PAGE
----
India has emerged as the most investment-savvy economy in Asia and over two-thirds of the country’s affluent class prefer to make use of various investment products to meet their financial goals and greater social mobility, according to a new study titled ‘The Emerging Affluent Study 2018– Climbing the Prosperity Ladder’ by Standard Chartered.
While the number of people climbing the social ladder in the west, when it comes to invest, save and spend, is slowing down, there is an increase in new group of people in Asia, Middle East and Africa who are accumulating wealth and improving their personal well being rapidly and this group of people have been named in the study as ’emerging affluent’. The study examined the views of emerging affluent consumers from 11 markets across Asia, Africa and the Middle East.
About 63% of these people in India prefer investing in financial products as part of their long-term financial plan to meet financial goals and boost their personal wealth. On the other hand, another popular strategy adopted by these people was career progression and increment in salary (44%), followed by starting a new business (25%) to increase their wealth.
Saving for their children’s education, which is also the top savings priority across the markets, was the number one financial goal for India’s emerging affluents, the study showed.
As per the study, new technology has made it easy to manage money effectively anywhere in the world. Online banking tools are playing a key role in effective money management today as the stock investments, transfers, payments and financial advice is just a touch of a button away today.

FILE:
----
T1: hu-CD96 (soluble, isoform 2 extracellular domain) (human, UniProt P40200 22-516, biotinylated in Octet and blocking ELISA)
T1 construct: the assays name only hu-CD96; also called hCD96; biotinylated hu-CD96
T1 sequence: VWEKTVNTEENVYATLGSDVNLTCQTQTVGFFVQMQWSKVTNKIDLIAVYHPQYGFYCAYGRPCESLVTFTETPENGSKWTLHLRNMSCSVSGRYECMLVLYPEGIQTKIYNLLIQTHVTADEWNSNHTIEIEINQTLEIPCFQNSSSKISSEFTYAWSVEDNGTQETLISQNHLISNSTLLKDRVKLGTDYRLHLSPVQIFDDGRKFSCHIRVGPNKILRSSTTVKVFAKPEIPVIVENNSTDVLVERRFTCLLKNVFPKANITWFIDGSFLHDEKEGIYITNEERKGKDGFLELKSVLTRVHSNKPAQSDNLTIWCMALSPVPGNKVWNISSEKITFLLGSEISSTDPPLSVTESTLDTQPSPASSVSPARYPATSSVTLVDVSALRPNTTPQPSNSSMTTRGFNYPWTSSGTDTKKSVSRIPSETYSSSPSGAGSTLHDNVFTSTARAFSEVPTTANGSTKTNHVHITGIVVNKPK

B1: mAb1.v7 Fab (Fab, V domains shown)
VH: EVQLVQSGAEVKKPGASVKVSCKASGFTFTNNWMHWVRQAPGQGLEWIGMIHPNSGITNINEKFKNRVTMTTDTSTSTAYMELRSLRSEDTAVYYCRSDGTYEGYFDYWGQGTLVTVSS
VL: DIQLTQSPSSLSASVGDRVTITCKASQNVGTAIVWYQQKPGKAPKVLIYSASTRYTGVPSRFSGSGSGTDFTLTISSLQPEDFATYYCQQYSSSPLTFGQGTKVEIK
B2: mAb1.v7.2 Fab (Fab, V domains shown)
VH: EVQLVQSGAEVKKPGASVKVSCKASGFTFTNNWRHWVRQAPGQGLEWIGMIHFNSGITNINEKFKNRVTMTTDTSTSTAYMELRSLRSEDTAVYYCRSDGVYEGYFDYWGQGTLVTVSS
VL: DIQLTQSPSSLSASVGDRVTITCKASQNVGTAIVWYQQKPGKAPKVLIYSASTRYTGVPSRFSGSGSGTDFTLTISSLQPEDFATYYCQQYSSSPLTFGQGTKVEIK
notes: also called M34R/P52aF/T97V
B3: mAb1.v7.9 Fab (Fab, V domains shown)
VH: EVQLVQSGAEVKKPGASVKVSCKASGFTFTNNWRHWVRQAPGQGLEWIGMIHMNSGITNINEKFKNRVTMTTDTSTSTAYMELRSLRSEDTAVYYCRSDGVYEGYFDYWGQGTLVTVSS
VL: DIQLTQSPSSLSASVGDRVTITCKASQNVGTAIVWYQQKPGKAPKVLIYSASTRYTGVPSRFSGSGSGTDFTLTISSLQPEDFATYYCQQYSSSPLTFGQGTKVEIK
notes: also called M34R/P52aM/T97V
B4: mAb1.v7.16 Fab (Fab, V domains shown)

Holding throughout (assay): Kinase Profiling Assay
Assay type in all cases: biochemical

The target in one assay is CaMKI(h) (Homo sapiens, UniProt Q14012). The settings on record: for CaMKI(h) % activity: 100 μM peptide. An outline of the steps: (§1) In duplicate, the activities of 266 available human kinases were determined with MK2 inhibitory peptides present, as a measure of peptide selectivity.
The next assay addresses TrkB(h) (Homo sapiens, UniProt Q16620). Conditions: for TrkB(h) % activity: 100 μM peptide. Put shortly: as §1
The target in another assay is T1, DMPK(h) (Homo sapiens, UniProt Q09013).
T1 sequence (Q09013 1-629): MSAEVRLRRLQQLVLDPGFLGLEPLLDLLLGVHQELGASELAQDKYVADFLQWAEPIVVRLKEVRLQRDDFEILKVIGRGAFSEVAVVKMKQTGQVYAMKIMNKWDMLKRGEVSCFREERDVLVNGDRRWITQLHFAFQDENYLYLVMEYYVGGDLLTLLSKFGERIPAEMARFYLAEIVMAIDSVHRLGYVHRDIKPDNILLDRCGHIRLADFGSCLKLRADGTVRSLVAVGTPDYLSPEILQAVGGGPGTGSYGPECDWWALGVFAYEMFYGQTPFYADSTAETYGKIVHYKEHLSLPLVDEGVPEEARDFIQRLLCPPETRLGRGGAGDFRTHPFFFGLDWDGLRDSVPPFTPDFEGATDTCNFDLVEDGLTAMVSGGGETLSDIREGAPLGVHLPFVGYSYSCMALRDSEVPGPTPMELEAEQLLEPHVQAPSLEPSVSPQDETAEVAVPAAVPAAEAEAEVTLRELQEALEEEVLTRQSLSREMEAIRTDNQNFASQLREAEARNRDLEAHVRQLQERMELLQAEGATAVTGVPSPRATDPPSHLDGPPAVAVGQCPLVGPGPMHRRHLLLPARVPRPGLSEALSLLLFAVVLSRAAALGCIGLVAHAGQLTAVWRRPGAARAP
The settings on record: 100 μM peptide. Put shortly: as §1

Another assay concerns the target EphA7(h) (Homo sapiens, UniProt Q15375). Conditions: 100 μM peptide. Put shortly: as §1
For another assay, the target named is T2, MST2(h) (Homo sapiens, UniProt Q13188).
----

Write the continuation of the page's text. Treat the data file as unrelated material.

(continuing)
Investment products, according to the company for this particular study, refers to fixed income investments, equities, stocks, unit trusts, mutual funds, self-invested pension funds, investment-linked insurance, real estate property funds and real estate investment trusts (REITs).
While 31% of emerging markets affluents in India are choosing mutual funds to meet their financial goals, about 25% are selecting fixed-income investments and 22% are choosing equity investments; with all figures are higher than the average in the study – 1^%, 19% and 18%, respectively.
“The emerging affluent want to know more about money management and believe that a lack of financial understanding is stopping them from succeeding further. 42% said that they felt held back in their aspirations by their lack of financial knowledge,” the study showed.